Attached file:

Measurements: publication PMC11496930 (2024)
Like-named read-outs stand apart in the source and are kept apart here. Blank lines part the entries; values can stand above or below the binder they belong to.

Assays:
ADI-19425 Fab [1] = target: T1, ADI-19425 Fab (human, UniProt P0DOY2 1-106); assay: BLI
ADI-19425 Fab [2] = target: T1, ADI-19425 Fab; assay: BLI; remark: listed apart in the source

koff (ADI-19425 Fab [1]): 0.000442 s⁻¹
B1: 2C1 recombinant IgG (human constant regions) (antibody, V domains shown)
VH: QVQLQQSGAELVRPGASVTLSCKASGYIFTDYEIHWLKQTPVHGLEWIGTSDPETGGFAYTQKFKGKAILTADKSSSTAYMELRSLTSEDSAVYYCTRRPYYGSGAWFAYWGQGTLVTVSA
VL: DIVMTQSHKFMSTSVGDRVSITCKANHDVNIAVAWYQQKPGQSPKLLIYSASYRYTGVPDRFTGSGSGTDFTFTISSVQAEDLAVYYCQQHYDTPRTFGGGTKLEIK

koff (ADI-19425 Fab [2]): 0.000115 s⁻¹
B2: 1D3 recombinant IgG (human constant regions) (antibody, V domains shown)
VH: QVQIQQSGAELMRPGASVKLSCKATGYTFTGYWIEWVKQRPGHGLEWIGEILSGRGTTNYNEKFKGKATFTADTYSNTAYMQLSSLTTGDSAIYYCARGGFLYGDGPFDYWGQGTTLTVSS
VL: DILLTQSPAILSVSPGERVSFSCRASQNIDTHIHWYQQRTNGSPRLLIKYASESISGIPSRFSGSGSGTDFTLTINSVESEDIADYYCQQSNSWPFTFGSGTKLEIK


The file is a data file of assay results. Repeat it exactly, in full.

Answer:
Measurements: publication PMC11496930 (2024)
Like-named read-outs stand apart in the source and are kept apart here. Blank lines part the entries; values can stand above or below the binder they belong to.

Assays:
ADI-19425 Fab [1] = target: T1, ADI-19425 Fab (human, UniProt P0DOY2 1-106); assay: BLI
ADI-19425 Fab [2] = target: T1, ADI-19425 Fab; assay: BLI; remark: listed apart in the source

koff (ADI-19425 Fab [1]): 0.000442 s⁻¹
B1: 2C1 recombinant IgG (human constant regions) (antibody, V domains shown)
VH: QVQLQQSGAELVRPGASVTLSCKASGYIFTDYEIHWLKQTPVHGLEWIGTSDPETGGFAYTQKFKGKAILTADKSSSTAYMELRSLTSEDSAVYYCTRRPYYGSGAWFAYWGQGTLVTVSA
VL: DIVMTQSHKFMSTSVGDRVSITCKANHDVNIAVAWYQQKPGQSPKLLIYSASYRYTGVPDRFTGSGSGTDFTFTISSVQAEDLAVYYCQQHYDTPRTFGGGTKLEIK

koff (ADI-19425 Fab [2]): 0.000115 s⁻¹
B2: 1D3 recombinant IgG (human constant regions) (antibody, V domains shown)
VH: QVQIQQSGAELMRPGASVKLSCKATGYTFTGYWIEWVKQRPGHGLEWIGEILSGRGTTNYNEKFKGKATFTADTYSNTAYMQLSSLTTGDSAIYYCARGGFLYGDGPFDYWGQGTTLTVSS
VL: DILLTQSPAILSVSPGERVSFSCRASQNIDTHIHWYQQRTNGSPRLLIKYASESISGIPSRFSGSGSGTDFTLTINSVESEDIADYYCQQSNSWPFTFGSGTKLEIK